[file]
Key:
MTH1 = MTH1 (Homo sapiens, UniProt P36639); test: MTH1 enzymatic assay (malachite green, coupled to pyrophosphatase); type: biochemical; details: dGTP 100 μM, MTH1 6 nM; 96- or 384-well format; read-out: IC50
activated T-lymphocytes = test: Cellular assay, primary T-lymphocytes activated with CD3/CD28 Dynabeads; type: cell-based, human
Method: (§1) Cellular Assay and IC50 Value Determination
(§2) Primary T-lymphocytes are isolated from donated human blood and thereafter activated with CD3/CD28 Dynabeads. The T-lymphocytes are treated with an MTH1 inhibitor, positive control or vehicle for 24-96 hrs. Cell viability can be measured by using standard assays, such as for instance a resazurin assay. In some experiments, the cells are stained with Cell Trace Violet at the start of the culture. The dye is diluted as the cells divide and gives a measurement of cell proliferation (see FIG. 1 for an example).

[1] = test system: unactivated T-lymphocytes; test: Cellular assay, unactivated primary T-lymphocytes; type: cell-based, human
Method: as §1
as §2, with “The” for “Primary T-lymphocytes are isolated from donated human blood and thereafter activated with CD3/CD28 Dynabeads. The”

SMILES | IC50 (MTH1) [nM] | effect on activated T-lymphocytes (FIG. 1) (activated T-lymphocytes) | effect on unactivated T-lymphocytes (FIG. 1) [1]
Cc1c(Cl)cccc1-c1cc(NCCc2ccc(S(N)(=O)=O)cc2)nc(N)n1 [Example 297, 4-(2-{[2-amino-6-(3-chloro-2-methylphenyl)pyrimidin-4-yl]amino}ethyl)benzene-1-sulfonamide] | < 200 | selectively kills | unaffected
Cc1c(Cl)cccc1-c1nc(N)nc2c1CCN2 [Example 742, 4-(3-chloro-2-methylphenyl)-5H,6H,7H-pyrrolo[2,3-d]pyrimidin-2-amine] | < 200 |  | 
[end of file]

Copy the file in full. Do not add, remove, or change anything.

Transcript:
Key:
MTH1 = MTH1 (Homo sapiens, UniProt P36639); test: MTH1 enzymatic assay (malachite green, coupled to pyrophosphatase); type: biochemical; details: dGTP 100 μM, MTH1 6 nM; 96- or 384-well format; read-out: IC50
activated T-lymphocytes = test: Cellular assay, primary T-lymphocytes activated with CD3/CD28 Dynabeads; type: cell-based, human
Method: (§1) Cellular Assay and IC50 Value Determination
(§2) Primary T-lymphocytes are isolated from donated human blood and thereafter activated with CD3/CD28 Dynabeads. The T-lymphocytes are treated with an MTH1 inhibitor, positive control or vehicle for 24-96 hrs. Cell viability can be measured by using standard assays, such as for instance a resazurin assay. In some experiments, the cells are stained with Cell Trace Violet at the start of the culture. The dye is diluted as the cells divide and gives a measurement of cell proliferation (see FIG. 1 for an example).

[1] = test system: unactivated T-lymphocytes; test: Cellular assay, unactivated primary T-lymphocytes; type: cell-based, human
Method: as §1
as §2, with “The” for “Primary T-lymphocytes are isolated from donated human blood and thereafter activated with CD3/CD28 Dynabeads. The”

SMILES | IC50 (MTH1) [nM] | effect on activated T-lymphocytes (FIG. 1) (activated T-lymphocytes) | effect on unactivated T-lymphocytes (FIG. 1) [1]
Cc1c(Cl)cccc1-c1cc(NCCc2ccc(S(N)(=O)=O)cc2)nc(N)n1 [Example 297, 4-(2-{[2-amino-6-(3-chloro-2-methylphenyl)pyrimidin-4-yl]amino}ethyl)benzene-1-sulfonamide] | < 200 | selectively kills | unaffected
Cc1c(Cl)cccc1-c1nc(N)nc2c1CCN2 [Example 742, 4-(3-chloro-2-methylphenyl)-5H,6H,7H-pyrrolo[2,3-d]pyrimidin-2-amine] | < 200 |  | 